In that sense, you might be able to forgive the artist for choosing a life of self-censorship.  The businesses that stand to benefit the most from an open, robust exchange of ideas are the ones that stand to lose out the most when the content creators actually express ideas outside the mainstream views of normalcy.  It’s only good capitalism at work, then.  Everyone likes to own nice things, and many artists have families to feed.  The biggest issue with the “anti-Milo” stance, especially when it comes to the arts, is by limiting the “free speech extremist” you’ve officially shifted the Overton Window on your own work to a position with which you might not be entirely comfortable.

Love him or hate him, the “Dangerous Faggot” always stood on the side of free speech and free expression.  His outlandish stunts on college campuses designed to poke fun of speech codes and grandstanding with people ranging from Christina Hoff Sommers to Dave Rubin all serve a point.  If his ideas and speech aren’t acceptable at the most outlandish of times, then there’s a good chance your “moderate” or “nuanced” view won’t stand the test of time as the politically correct “regressive left” comes to shout down any opposing voice.  Once the modern “Nero” is eliminated from the public’s discourse, then your more “principled” view might very well be next for elimination.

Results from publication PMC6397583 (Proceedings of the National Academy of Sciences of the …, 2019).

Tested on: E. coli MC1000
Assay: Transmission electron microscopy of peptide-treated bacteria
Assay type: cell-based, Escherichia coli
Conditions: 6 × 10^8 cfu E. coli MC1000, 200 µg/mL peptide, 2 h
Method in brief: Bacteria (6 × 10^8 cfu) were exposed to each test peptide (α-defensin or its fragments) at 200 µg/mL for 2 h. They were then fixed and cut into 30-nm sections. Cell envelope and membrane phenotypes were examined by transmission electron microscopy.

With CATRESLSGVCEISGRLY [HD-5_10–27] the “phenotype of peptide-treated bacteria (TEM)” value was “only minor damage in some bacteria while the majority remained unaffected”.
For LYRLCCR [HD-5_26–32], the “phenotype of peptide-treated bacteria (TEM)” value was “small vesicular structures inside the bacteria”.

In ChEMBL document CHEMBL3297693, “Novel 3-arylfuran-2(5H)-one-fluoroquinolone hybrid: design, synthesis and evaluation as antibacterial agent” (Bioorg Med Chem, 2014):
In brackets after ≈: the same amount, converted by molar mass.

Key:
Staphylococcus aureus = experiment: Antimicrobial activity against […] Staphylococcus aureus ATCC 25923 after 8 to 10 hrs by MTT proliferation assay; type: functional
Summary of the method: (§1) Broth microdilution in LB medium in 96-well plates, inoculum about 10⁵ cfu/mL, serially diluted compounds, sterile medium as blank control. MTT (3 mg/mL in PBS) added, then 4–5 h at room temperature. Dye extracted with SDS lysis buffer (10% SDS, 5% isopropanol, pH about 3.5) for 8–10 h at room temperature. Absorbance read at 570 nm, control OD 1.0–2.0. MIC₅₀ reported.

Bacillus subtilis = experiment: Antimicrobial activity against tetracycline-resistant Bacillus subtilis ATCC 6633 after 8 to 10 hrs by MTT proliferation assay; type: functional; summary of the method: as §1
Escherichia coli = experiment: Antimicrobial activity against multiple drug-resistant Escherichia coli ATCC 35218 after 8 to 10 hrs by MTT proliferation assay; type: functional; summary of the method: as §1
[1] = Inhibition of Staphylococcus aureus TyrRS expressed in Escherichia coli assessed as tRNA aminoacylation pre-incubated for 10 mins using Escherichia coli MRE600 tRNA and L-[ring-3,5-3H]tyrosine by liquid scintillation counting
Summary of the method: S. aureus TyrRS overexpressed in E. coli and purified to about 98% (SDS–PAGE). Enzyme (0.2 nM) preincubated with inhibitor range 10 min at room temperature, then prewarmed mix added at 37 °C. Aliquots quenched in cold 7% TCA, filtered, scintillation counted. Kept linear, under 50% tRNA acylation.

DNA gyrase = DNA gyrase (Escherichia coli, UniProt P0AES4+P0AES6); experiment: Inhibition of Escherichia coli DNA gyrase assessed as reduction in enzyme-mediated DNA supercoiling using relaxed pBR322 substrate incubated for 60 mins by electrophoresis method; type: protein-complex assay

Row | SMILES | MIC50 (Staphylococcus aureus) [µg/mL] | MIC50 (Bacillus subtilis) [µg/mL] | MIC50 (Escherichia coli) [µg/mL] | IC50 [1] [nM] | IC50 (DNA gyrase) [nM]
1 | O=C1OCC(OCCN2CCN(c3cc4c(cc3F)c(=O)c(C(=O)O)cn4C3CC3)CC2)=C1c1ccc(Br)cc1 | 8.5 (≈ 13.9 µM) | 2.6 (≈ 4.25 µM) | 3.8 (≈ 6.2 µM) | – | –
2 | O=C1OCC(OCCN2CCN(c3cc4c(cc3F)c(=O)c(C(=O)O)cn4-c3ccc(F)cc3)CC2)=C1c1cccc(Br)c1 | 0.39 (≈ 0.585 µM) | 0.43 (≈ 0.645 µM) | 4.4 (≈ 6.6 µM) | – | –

Worse still, eliminating Yiannopolous’s “hate speech” from the digital domain doesn’t make the web any “safer” than before.  It just allows newer forms of hate to fill in the cracks, ones the mobs of “social justice [insert Dungeons and Dragons class of your choosing]” deem appropriate.  Shortly after Twitter smacked Yiannopolous with the Banhammer, a post appeared on Medium, the Twitter owned “platisher’s” Daily Digest slamming Milo, calling him part of the “A-List con men” at the Republican National Convention.  It didn’t serve any purpose than acting as the new official stance on what form of hate was acceptable for modern society: a hatred of those who stood for free speech.